|FOR IMMEDIATE RELEASE|
|Date:||July 7, 2011|
|Contact:||Craig Obey, Senior Vice President of Government Affairs, National Parks Conservation Association, (202) 454-3392 or email@example.com
Jeff Billington, Senior Media Relations Manager, National Parks Conservation Association, (202) 419-3717 or firstname.lastname@example.org
House Funding Bill Reverses Policy to Protect Grand Canyon
Rider on Interior Appropriations Would Severely Degrade National Park, Reduce Overall National Park Funding
Statement by NPCA Senior Vice President of Government Affairs Craig Obey
“Today, the House Interior Appropriations Subcommittee unveiled legislation that is a direct assault on the preservation of Grand Canyon National Park and the Colorado River. The bill includes a rider to prevent a much-needed temporary moratorium that protects Grand Canyon National Park and the Colorado River from contamination by uranium mining.
“The moratorium recently announced by Interior Secretary Salazar protects one million acres of federal lands around the Grand Canyon from uranium mining. This decision ensures future generations will be able to enjoy a Grand Canyon unmarred from this development, and a Colorado River that has a fragile ecology is protected. The House rider would overturn this important decision.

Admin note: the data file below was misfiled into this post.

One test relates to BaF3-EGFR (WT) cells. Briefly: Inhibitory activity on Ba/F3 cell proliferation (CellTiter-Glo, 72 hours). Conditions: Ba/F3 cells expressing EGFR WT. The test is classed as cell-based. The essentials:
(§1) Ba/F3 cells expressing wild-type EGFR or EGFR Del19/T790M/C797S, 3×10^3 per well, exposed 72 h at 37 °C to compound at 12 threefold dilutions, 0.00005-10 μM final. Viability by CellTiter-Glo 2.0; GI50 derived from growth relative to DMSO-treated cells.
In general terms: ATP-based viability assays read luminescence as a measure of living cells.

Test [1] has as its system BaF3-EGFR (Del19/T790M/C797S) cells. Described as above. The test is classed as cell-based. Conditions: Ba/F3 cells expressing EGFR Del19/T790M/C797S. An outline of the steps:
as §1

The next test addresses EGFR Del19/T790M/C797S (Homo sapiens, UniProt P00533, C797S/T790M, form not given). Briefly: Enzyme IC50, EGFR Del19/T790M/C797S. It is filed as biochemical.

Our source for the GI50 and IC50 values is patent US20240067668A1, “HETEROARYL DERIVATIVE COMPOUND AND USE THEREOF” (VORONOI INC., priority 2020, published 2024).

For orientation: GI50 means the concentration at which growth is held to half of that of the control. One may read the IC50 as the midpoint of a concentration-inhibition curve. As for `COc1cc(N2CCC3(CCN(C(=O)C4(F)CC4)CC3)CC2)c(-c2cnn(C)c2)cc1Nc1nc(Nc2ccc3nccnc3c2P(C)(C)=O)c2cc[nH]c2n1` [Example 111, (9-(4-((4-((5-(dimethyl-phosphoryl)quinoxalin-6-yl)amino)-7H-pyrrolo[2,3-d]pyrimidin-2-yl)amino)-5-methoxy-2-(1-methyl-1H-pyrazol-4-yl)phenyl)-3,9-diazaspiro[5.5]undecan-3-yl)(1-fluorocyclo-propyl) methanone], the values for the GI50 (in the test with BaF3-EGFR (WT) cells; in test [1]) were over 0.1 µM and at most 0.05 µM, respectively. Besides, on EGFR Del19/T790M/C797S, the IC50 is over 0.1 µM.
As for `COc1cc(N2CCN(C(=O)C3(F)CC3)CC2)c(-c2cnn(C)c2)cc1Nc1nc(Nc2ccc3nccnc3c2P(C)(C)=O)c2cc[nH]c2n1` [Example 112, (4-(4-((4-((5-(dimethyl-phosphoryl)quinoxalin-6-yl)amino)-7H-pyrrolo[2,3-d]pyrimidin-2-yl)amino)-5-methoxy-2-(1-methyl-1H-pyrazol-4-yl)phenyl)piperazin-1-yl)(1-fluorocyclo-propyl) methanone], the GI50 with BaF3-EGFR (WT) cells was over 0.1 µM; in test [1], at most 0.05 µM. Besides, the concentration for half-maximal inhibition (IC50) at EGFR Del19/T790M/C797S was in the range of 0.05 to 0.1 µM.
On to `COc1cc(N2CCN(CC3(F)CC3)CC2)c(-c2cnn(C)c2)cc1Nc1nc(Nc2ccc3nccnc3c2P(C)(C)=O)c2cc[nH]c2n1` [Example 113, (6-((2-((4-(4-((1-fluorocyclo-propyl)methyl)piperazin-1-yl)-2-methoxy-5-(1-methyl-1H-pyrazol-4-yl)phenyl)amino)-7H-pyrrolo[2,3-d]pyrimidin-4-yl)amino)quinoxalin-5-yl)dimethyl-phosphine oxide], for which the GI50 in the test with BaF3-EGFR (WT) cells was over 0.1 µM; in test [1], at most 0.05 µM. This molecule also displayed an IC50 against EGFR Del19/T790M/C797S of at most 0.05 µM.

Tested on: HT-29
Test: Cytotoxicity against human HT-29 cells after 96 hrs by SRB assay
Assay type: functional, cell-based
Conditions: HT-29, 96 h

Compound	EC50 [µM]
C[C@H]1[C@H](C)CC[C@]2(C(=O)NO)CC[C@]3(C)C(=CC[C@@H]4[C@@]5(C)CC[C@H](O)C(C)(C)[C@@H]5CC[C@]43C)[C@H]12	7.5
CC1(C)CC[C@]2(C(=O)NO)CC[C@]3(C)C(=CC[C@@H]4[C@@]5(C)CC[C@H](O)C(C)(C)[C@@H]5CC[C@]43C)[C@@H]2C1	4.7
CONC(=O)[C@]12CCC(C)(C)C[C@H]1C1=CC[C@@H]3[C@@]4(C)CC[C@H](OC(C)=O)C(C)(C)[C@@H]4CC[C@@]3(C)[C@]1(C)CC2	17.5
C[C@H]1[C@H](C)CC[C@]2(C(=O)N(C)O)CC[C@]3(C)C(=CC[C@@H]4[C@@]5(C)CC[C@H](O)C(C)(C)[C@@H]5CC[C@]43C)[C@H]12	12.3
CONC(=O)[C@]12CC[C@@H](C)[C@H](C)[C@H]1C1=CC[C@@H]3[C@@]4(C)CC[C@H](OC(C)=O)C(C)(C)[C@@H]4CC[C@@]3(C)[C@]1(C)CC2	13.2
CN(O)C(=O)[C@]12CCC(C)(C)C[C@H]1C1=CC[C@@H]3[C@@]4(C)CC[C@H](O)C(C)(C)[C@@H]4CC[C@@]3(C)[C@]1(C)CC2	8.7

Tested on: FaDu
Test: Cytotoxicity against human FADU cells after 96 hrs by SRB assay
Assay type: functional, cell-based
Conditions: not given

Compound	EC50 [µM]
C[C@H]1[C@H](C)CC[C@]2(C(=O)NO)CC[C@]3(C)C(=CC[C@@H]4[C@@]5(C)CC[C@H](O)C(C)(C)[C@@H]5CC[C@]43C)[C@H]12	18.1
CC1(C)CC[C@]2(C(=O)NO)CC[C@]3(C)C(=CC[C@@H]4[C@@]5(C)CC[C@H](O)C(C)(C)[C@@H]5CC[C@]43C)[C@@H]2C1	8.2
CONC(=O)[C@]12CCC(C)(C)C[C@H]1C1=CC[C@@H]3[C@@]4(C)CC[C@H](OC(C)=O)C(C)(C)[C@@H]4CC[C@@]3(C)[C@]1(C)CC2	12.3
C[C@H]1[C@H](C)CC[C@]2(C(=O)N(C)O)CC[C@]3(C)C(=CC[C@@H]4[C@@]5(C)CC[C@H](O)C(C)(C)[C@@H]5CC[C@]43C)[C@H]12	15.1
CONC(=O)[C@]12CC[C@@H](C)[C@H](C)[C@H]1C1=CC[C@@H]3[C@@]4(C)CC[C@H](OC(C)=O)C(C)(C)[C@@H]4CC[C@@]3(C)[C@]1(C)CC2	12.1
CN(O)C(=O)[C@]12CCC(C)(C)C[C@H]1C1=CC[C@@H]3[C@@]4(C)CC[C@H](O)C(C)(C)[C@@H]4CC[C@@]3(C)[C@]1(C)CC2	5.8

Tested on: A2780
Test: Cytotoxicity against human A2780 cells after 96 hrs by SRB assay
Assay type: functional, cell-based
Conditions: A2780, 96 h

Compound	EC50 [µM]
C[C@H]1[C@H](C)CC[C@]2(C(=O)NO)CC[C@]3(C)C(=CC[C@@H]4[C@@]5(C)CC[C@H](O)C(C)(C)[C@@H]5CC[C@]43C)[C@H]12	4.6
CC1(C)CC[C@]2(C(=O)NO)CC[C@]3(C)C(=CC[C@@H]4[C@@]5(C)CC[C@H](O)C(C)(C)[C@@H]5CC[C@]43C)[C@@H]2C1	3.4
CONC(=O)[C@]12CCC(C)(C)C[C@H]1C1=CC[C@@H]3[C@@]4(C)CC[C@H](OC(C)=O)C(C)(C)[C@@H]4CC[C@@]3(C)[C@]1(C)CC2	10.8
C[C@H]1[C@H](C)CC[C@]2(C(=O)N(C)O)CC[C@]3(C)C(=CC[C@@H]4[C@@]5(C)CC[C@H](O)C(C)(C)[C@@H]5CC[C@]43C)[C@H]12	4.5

“By keeping this beloved national park unspoiled by inappropriate development, the moratorium allows the Grand Canyon to continue to be a major economic engine for Arizona and across the region, estimated in a Northern Arizona University study as being responsible for bringing $687 million in revenue to the region and creating more than 12,000 full-time jobs. And, in addition to securing the Grand Canyon’s natural beauty and its place as an economic jewel, this moratorium will also prevent further infiltration of dangerous contaminants, including uranium itself, into the Colorado River, which supplies drinking water to 25 million people.
“Proposed funding under the bill is also worrisome. The overall funding level in the Interior appropriations bill is fundamentally insufficient to meet many basic conservation needs. In relative terms, the Interior bill cuts National Park Service operations funding far less than many other programs, and it is clear the subcommittee did its best to protect this fundamentally important area. Nonetheless, the $18 million in operational cuts from FY 2010 levels would mark the second consecutive year of reductions in the NPS operating account—unprecedented in post-World War II history—beginning a slow but steady return to the crisis days the parks experienced only a few short years ago.
“That cut, together with the virtual eradication of the Land and Water Conservation fund and an appropriation for construction more than 30 percent below the level the Park Service received in FY 2010 means that overall funding for National Park Service programs would be, in real terms, $480 million below FY 2002.
“For all of these reasons, National Parks Conservation Association must oppose this bill.”